Food Protection Plan aims to safeguard US food supply
May 1, 2008 12:00 PM
United States Department of Health and Human Services (HHS) Secretary Mike Leavitt has announced an initiative by the Food and Drug Administration designed to bolster efforts to better protect the nation's food supply. The Food Protection Plan proposes using science and a risk-based approach to ensure the safety of domestic and imported foods eaten by American consumers.
“This Food Protection Plan will implement a strategy of prevention, intervention, and response to build safety into every step of the food supply chain,” said Leavitt.
The plan, which focuses on both domestic and imported food, complements the Import Safety Action Plan delivered by Leavitt to President George W Bush that recommends how the United States can improve the safety of all imported products. The Import Safety Action Plan lays out a road map with short- and long-term recommendations to enhance product safety at every step of the import life cycle. Taken together, the two plans will improve efforts by the public and private sector to enhance the safety of an array of products.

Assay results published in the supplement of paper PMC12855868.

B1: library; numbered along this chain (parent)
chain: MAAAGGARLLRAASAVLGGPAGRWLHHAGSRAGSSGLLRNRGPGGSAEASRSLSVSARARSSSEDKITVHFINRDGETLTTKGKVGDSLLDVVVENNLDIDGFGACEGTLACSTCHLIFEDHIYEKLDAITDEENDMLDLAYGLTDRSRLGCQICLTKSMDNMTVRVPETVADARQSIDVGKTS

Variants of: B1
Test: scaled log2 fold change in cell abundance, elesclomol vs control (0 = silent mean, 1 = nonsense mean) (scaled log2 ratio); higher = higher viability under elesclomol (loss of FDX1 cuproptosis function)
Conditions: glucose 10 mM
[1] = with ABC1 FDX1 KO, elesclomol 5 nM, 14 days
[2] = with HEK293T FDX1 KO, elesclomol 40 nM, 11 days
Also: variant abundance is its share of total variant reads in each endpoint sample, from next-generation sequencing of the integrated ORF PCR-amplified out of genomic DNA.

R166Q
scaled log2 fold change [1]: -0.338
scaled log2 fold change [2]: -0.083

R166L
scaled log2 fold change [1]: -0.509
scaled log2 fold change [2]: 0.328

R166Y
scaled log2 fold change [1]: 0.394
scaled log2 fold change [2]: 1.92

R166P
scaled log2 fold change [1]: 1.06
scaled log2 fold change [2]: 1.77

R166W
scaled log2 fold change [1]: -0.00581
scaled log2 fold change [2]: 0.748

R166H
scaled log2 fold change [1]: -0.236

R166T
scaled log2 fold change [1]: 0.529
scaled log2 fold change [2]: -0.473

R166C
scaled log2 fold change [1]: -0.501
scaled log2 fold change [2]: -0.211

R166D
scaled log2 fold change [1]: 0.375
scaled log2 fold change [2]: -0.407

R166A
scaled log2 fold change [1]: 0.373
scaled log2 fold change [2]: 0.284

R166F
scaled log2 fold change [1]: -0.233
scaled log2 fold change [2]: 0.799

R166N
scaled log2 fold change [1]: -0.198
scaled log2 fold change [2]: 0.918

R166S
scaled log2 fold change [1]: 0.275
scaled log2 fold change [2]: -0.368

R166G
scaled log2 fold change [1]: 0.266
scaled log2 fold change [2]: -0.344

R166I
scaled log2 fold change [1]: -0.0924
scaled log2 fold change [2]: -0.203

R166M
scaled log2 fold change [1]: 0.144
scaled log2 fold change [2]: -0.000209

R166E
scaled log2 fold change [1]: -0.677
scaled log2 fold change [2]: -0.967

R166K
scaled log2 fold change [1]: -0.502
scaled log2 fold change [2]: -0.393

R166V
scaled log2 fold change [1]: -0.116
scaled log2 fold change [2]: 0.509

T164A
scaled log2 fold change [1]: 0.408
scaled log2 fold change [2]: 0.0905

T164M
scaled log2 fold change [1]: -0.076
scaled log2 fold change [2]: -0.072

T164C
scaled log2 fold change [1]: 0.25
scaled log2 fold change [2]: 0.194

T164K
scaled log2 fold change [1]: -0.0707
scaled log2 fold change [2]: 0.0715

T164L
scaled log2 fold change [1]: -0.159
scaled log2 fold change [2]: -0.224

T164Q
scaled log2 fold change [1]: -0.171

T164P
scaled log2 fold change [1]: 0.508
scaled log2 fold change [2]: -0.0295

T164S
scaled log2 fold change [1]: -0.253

Among the panel's recommendations, the FDA would have the power to order a recall of food when safety concerns arise, a move that would require congressional approval.
To strengthen its efforts to prevent contamination, FDA plans to strengthen support of food industry efforts to build safety into products manufactured either domestically or imported. The plan's intervention element emphasizes focusing inspections and sampling based on risk at the manufacturer and processor level, for both domestic and imported products, that will help verify the preventive controls. This approach is complemented by targeted, risk-based inspections at the points where foreign food products enter the United States, including ports.
The Food Protection Plan is available at the web site at www.fda.gov/oc/initiatives/advance/food/plan.
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